The Slight Edge may not take huge effort or time, but it can have a big impact on your results.
I learned the value of the slight edge early in my sales career. I was selling diagnostic reagents to hospitals and private labs for a company that happened to be foreign owned. A new competitor came to the market and my biggest account chose to give them an opportunity because they were 100% Canadian owned and operated. Through no fault of my own, I lost 80 percent of my business overnight. It was tough because I was on commission.
I decided to continue to call on this account each month, and provided them with the best information and service I could offer. After one year the competition closed. As soon as I heard I changed my plan for the day and, with my sales manager in tow, called on the account I had lost. When the Chief Tech came into the room he immediately turned to me and said, “The business is yours. You were the only person from all the competition who continued to call on me every month.”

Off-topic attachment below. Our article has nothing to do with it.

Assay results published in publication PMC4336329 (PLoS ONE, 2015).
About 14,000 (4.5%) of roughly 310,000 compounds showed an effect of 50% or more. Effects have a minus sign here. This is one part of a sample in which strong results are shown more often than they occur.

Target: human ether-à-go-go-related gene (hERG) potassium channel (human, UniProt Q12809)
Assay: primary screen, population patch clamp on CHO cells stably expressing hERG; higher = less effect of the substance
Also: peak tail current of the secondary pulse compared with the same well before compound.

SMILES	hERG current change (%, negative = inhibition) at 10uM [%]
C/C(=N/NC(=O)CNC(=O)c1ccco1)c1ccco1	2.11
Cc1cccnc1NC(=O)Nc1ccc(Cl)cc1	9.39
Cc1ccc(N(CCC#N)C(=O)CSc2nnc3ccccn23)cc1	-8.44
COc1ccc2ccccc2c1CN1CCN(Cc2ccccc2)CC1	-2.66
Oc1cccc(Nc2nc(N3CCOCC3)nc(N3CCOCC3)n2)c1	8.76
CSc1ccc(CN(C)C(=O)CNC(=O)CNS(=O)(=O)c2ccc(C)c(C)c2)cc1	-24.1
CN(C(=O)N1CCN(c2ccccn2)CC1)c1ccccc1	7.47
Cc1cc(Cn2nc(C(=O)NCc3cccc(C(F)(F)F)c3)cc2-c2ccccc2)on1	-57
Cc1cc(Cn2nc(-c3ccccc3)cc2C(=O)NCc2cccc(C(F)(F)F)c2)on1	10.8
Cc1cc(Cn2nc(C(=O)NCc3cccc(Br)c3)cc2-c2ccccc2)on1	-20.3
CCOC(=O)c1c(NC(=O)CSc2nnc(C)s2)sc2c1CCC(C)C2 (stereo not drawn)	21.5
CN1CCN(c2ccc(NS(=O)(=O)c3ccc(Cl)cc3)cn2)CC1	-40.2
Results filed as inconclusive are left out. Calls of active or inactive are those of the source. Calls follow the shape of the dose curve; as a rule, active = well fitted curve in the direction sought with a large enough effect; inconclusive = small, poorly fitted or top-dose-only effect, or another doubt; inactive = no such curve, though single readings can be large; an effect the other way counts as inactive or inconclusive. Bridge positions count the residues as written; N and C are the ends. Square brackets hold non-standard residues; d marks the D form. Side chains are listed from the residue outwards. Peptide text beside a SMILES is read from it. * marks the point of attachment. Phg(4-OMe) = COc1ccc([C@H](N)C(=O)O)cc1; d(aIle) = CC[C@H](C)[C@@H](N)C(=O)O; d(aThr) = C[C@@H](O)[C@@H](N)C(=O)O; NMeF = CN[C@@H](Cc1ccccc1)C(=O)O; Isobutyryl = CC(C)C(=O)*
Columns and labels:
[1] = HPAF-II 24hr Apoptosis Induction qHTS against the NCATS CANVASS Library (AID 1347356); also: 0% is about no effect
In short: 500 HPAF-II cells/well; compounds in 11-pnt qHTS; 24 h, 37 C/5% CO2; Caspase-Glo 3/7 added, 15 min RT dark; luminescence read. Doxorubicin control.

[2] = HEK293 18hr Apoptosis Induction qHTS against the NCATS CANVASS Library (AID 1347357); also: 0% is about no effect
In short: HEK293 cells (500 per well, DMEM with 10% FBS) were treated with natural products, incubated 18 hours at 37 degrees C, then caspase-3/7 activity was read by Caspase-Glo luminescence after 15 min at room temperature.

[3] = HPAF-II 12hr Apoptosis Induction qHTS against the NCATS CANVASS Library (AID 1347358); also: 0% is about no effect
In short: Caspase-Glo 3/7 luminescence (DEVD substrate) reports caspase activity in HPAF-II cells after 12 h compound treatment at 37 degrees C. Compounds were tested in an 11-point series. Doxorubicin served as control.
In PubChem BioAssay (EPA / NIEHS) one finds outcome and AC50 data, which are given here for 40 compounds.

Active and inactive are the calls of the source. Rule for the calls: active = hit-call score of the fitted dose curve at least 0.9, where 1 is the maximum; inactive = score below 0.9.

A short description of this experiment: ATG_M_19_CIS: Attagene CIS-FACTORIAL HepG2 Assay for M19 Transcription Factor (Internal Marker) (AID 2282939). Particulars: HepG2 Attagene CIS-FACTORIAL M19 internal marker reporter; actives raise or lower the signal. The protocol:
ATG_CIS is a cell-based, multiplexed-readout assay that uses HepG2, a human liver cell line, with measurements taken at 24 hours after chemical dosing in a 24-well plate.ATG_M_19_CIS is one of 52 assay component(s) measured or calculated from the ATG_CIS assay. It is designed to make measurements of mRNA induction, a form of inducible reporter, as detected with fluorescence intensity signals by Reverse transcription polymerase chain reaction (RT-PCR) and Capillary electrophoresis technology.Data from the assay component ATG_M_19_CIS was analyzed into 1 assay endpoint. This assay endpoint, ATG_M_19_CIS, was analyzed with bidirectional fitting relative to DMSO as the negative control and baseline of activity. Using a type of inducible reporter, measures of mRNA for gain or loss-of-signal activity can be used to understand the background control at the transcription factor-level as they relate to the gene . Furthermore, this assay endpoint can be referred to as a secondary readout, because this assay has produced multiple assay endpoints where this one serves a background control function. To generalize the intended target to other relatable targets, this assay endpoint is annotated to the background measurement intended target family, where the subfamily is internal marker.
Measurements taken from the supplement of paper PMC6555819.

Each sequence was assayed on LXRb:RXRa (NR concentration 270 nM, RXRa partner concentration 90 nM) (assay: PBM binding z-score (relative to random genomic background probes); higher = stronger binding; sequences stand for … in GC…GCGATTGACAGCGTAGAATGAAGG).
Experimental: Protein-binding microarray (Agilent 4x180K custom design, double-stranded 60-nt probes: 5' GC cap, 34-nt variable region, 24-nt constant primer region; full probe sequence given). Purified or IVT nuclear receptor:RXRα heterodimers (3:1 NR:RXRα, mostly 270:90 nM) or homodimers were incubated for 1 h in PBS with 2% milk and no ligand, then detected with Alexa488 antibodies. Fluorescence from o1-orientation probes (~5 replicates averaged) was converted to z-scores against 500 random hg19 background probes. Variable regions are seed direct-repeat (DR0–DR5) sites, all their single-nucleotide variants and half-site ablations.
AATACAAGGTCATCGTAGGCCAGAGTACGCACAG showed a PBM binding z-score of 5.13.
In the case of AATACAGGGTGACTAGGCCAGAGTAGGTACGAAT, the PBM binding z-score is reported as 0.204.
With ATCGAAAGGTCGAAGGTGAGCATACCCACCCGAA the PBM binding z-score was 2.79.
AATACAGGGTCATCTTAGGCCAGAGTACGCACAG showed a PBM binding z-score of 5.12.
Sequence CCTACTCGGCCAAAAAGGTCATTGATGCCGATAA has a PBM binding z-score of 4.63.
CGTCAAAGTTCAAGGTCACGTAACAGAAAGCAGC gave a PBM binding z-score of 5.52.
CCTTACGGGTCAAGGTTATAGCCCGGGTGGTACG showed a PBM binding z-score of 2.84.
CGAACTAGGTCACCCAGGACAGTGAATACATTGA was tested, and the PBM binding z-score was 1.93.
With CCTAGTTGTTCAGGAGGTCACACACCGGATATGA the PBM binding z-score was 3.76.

That was my Slight Edge. I had called on that hospital monthly. It hadn’t taken a lot of time or effort but it made a big difference. It showed I cared.
Think about all the small things you can do that might make a difference to the results you achieve. It could be as small as:
- Saying thank you.
- Providing specific feedback to a team member.
- Spending 10 minutes preparing to communicate on an issue.
- Ensuring expectations are clearly set and understood.
- Reading an email to check that the tone is appropriate tone before you send it.
- Finding out the facts before jumping to a conclusion.
- Asking “what the three things am I grateful for today?”
Consider what is important to you and what will support your success. If the efficiency of your team is key then determine what small thing might help them feel valued. If your family is important how can you make more time for them during your busy work schedule? Whatever you want to achieve, use the concept of the Slight Edge to your advantage, and it will make a difference in your life as well as the lives of those with whom you interact.